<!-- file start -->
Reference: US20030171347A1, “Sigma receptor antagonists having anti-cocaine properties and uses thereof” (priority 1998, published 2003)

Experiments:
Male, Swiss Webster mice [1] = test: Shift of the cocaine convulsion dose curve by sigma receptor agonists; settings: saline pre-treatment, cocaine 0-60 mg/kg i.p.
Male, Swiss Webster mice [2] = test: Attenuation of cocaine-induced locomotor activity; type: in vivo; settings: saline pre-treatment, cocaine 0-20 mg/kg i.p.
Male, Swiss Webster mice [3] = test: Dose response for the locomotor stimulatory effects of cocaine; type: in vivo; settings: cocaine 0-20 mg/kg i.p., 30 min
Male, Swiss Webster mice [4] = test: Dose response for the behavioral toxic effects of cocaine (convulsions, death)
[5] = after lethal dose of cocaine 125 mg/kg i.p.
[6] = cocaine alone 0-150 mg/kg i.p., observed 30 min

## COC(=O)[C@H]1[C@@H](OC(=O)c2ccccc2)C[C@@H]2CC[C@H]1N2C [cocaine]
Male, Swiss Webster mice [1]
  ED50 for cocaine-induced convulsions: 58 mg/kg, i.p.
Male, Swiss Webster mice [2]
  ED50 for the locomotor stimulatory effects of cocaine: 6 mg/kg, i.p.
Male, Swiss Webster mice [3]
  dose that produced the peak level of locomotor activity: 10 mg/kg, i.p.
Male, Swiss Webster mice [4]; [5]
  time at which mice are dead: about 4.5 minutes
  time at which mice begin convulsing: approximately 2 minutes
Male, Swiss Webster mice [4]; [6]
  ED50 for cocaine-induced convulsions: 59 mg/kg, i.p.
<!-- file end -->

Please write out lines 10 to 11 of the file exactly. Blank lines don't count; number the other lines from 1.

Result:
Male, Swiss Webster mice [1]
  ED50 for cocaine-induced convulsions: 58 mg/kg, i.p.